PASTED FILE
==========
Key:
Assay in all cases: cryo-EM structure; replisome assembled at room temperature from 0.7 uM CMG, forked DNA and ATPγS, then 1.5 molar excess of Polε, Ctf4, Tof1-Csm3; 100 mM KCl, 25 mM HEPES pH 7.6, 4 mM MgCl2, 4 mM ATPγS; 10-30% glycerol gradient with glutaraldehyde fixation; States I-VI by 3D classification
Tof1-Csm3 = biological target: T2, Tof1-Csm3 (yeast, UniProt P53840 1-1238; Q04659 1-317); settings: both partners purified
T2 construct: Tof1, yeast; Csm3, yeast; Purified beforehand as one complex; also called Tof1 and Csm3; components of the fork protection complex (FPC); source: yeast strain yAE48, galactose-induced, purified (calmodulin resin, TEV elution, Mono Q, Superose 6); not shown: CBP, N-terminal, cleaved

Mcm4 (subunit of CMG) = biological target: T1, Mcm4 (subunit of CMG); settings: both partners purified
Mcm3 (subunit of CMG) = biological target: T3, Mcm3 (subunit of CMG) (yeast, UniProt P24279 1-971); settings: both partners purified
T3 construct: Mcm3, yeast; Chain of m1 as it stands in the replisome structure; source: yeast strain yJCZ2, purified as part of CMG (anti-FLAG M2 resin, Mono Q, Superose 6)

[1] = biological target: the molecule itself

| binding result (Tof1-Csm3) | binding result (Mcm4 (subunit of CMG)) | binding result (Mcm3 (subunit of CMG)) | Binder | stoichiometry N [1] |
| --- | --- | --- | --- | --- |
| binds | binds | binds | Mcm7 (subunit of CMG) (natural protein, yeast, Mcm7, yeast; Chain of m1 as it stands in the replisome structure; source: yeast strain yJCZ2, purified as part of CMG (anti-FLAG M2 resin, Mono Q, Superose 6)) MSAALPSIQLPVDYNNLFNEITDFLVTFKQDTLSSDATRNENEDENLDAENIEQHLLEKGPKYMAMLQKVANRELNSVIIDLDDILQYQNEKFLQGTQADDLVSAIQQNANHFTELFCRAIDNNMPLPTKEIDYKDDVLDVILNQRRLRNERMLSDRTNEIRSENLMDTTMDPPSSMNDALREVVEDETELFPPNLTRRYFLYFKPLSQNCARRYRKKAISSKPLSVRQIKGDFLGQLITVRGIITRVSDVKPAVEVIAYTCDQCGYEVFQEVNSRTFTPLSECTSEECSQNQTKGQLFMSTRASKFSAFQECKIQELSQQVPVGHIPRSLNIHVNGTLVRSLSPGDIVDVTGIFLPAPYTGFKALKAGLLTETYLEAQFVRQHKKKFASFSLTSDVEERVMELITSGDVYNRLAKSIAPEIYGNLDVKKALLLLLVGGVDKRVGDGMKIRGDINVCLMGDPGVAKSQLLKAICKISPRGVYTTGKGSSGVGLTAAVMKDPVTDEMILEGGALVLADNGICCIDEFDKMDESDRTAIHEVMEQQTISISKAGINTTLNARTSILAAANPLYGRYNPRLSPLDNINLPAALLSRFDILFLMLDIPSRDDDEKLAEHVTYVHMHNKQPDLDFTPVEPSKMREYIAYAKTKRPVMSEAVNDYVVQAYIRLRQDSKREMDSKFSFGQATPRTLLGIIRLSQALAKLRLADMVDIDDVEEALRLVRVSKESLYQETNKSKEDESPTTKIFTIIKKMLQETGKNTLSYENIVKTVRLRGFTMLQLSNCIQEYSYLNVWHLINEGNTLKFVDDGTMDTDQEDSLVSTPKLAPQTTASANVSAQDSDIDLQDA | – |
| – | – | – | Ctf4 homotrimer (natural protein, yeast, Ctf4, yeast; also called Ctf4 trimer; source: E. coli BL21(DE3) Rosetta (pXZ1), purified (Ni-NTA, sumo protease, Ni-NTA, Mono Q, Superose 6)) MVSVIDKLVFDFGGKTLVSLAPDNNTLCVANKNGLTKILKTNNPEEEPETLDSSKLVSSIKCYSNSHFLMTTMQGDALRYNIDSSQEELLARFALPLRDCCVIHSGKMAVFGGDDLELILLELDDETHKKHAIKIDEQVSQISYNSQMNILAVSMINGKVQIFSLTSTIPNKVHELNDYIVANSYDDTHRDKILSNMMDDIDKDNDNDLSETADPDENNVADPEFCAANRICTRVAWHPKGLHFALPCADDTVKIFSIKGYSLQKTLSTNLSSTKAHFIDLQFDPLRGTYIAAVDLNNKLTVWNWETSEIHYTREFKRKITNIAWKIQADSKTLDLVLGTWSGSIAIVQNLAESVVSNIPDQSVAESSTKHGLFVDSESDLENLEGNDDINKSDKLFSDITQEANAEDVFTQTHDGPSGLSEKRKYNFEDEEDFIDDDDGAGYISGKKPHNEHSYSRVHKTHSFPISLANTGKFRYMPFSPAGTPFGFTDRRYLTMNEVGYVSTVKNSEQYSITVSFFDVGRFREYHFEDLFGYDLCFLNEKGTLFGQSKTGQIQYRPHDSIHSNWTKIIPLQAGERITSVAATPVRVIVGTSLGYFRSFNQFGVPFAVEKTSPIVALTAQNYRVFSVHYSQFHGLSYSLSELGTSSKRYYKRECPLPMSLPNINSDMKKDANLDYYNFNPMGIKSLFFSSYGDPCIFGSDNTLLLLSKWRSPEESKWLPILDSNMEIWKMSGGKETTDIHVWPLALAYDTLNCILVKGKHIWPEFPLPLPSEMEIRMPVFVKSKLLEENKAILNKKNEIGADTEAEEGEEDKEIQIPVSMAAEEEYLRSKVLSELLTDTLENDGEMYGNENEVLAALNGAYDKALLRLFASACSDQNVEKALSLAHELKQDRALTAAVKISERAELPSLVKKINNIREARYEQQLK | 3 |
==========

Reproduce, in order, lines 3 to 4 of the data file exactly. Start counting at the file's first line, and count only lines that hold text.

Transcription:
Tof1-Csm3 = biological target: T2, Tof1-Csm3 (yeast, UniProt P53840 1-1238; Q04659 1-317); settings: both partners purified
T2 construct: Tof1, yeast; Csm3, yeast; Purified beforehand as one complex; also called Tof1 and Csm3; components of the fork protection complex (FPC); source: yeast strain yAE48, galactose-induced, purified (calmodulin resin, TEV elution, Mono Q, Superose 6); not shown: CBP, N-terminal, cleaved